The skills of observation are the same, whether painted or photographed

Edwardian portrait of a mother and child

Here is my other treasure from the Antiquarian Book Fair (which was fairly well-stocked with so-called Ephemera, that I obv adore)— a stellar and skilled portrait, the likes of this level I’ve rarely seen in my years of collecting Cabinet Card pictures as they’re called when mounted and ‘framed’ on cards like this.

This is a true photographic portrait; staged and lighted with an astute level of skill for the age of early photographs. Lighting and composition are informed by both Dutch and Renaissance masters, that much is clear. Mother was surely holding her breath (as well as her babe) to allow for such a sharp portrait. I’d wager they may have been situated near a window with a cheesecloth or similar scrim to diffuse the available light. Beautifully executed. A+

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The floating city; a mirage in the heat of a summer day

lower Manhattan as viewed from Governors Island

My brother came to visit for a few days. We had an adventure-filled weekend, and I’m thankful for his visit, as I was when my older brother and his family were here earlier in the month. Not only to have spent time with them, but also because visitors ensure you get out and do things. Jon and I crammed a lot of summer into three days.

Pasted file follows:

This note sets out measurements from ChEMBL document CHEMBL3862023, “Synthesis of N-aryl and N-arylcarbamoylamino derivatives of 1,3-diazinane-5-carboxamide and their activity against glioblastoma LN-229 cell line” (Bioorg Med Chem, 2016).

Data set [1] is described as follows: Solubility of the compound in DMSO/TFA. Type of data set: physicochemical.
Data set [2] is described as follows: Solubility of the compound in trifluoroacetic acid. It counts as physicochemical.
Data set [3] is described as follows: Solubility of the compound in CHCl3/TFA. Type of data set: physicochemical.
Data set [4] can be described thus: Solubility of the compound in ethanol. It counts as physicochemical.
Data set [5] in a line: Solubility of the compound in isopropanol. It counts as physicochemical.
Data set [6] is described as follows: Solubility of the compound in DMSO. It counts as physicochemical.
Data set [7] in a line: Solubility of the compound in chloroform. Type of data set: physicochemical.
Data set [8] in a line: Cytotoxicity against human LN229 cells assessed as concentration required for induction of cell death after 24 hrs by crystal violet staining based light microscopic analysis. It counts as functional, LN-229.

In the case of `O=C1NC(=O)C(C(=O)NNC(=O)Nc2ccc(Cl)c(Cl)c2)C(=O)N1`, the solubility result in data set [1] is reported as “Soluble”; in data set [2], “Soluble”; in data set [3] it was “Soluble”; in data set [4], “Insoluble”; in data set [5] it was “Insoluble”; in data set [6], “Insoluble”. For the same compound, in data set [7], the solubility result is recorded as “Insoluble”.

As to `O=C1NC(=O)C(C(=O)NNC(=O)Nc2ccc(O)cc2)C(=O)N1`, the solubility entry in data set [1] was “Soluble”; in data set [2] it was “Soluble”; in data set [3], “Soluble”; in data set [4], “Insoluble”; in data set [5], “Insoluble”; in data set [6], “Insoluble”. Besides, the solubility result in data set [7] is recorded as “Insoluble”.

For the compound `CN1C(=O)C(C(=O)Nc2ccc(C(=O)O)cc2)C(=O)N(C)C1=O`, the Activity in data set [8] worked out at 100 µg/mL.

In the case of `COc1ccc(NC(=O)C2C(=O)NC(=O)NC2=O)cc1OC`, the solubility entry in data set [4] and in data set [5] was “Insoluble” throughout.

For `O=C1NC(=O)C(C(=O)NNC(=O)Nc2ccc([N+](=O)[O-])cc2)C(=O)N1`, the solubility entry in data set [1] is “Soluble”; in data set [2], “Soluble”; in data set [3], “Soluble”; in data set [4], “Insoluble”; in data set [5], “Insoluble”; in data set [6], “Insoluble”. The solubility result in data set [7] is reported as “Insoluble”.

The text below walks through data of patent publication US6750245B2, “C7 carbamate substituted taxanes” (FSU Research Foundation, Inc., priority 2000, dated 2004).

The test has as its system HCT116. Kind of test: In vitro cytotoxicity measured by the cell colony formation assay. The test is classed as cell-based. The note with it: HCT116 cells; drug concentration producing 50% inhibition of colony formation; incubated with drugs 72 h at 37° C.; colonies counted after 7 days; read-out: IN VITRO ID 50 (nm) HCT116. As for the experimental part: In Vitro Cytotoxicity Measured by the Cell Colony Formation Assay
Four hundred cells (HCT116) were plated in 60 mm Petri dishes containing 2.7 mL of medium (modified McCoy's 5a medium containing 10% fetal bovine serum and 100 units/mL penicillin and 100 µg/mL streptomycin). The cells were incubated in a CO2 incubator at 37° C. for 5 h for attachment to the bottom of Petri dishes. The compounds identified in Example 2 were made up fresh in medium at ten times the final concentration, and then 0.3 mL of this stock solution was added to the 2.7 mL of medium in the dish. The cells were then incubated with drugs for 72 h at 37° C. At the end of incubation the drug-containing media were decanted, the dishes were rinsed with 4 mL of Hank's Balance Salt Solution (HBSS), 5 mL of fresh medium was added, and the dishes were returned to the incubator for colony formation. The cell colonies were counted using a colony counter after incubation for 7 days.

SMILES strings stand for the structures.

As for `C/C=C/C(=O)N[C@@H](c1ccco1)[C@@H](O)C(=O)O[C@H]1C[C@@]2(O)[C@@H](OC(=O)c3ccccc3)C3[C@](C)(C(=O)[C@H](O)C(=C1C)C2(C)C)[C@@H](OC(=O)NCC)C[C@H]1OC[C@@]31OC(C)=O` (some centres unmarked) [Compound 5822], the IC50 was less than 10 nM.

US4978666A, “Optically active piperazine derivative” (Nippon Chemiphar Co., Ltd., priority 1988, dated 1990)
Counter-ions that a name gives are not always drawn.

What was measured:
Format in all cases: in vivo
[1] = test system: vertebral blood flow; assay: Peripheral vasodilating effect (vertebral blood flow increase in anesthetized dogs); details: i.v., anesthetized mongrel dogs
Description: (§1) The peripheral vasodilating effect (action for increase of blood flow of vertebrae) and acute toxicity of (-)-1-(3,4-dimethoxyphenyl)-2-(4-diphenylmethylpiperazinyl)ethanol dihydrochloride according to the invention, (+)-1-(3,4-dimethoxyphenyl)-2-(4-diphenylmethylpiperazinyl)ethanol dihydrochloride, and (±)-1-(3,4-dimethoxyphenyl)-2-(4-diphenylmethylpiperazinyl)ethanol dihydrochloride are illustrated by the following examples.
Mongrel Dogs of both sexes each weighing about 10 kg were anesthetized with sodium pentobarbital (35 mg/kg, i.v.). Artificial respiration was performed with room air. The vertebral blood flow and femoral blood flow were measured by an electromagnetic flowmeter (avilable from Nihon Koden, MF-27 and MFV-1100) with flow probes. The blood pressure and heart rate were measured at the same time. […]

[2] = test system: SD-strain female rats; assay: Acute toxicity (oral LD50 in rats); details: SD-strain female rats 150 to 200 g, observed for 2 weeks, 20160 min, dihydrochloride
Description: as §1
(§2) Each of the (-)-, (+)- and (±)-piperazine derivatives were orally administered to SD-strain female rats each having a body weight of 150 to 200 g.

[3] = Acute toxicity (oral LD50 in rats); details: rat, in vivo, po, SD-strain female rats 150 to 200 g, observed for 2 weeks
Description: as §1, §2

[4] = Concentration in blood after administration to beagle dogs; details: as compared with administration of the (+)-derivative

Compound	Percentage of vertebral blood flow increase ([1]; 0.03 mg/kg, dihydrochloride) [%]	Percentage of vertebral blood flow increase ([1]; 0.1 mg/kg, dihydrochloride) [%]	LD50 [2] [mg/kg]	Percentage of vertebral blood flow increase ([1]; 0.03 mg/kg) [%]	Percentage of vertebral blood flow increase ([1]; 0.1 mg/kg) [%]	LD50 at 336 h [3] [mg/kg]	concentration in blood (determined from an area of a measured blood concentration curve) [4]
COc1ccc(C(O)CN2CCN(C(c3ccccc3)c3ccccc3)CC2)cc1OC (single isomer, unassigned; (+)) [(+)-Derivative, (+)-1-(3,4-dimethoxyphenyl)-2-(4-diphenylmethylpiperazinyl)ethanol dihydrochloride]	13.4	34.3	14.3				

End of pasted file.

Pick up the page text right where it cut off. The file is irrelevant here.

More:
Above is the view of Lower Manhattan from Governors Island. Seen this way, it seems less an island than a mirage or some kind of magic allowing myriad structures to float upon the surface of the water.

Houses on Governors IslandChurch on Governors IslandView of the city from Governors Island

Continue reading “The floating city; a mirage in the heat of a summer day”

Superpowers

b&w photograph of people in a quiet sunny green parkObserving and Listening have become almost superpowers in the contemporary world. Such pursuits are almost the opposite of (though are often mistaken for) ‘consuming’, because to truly see and/or hear takes as much patience and skill as any act of creation. They are the wells that feed creation. Processes —both of observation and research— culminate in the process of making, which is, always, one of translation.

.   .   .

The above was born of a comment left on another artist’s blog; I’ve adapted it to a more generalized sentiment, as I find it to be true.

Apologies for the longer stretches between posts, lately. I’m in need of a schedule to stay on track here, as I re-learn living, and balance with the full time gig/ I’d rather expected more time for writing while I was upstate, but lots of family goings-on took precedence. Happy Summer, and thanks for reading and looking! 

Promise after this one we go home

b&w photo of grafitti in BerlinRevisiting the April trip, zooming back to Berlin, in black and white. We begin here in RAW-Gelande, the graffiti-clad playground to artists and DJs, just over the river in East Berlin..